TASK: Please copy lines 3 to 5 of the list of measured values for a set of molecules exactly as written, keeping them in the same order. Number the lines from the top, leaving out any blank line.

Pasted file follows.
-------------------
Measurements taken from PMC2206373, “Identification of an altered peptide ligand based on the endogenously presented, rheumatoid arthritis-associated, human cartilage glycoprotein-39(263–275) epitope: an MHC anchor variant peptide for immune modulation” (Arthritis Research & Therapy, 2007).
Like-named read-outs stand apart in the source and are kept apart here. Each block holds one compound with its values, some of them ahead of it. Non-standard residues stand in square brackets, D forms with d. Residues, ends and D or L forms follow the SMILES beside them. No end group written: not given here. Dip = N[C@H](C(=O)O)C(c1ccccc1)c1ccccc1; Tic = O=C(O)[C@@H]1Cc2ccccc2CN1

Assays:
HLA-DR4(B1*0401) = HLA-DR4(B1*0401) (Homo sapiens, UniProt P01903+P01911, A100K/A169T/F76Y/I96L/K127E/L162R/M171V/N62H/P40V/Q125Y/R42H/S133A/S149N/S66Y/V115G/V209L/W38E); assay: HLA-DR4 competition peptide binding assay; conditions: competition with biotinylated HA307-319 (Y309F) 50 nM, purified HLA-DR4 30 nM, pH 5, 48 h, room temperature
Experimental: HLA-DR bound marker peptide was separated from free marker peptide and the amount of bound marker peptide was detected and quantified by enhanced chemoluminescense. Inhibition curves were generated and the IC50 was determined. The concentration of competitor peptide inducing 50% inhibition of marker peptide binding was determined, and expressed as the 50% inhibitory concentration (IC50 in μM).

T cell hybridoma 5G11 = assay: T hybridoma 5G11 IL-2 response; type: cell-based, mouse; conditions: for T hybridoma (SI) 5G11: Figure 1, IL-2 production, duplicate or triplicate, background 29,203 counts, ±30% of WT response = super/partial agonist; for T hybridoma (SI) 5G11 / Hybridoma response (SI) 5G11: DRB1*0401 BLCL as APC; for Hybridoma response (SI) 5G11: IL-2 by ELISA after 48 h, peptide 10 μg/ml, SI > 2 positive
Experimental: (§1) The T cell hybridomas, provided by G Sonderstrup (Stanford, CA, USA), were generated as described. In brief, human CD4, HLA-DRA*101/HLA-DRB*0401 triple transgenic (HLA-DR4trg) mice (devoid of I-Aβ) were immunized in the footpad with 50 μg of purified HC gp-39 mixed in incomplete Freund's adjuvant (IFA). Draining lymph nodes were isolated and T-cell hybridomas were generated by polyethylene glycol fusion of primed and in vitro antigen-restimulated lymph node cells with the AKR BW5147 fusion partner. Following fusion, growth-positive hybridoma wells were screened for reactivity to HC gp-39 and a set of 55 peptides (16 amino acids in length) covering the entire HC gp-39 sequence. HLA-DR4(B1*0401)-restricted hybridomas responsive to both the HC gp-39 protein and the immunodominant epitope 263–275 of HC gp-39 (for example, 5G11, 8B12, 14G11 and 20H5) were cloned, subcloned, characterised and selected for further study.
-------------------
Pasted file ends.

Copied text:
Assays:
HLA-DR4(B1*0401) = HLA-DR4(B1*0401) (Homo sapiens, UniProt P01903+P01911, A100K/A169T/F76Y/I96L/K127E/L162R/M171V/N62H/P40V/Q125Y/R42H/S133A/S149N/S66Y/V115G/V209L/W38E); assay: HLA-DR4 competition peptide binding assay; conditions: competition with biotinylated HA307-319 (Y309F) 50 nM, purified HLA-DR4 30 nM, pH 5, 48 h, room temperature
Experimental: HLA-DR bound marker peptide was separated from free marker peptide and the amount of bound marker peptide was detected and quantified by enhanced chemoluminescense. Inhibition curves were generated and the IC50 was determined. The concentration of competitor peptide inducing 50% inhibition of marker peptide binding was determined, and expressed as the 50% inhibitory concentration (IC50 in μM).